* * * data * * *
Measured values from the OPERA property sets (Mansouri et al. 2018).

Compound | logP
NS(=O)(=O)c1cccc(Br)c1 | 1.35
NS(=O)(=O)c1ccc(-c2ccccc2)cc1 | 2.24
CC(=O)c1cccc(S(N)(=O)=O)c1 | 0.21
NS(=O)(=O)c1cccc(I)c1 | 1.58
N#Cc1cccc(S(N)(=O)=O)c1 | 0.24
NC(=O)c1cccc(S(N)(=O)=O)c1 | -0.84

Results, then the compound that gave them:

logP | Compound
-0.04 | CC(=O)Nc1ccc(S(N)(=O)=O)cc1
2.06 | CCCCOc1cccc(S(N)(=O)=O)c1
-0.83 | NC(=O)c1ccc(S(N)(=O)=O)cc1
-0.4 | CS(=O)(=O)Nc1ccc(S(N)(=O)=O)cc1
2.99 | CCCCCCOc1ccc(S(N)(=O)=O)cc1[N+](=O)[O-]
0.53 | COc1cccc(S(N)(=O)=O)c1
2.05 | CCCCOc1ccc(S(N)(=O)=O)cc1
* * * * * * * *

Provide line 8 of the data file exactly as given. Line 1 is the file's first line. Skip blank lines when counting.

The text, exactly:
NC(=O)c1cccc(S(N)(=O)=O)c1 | -0.84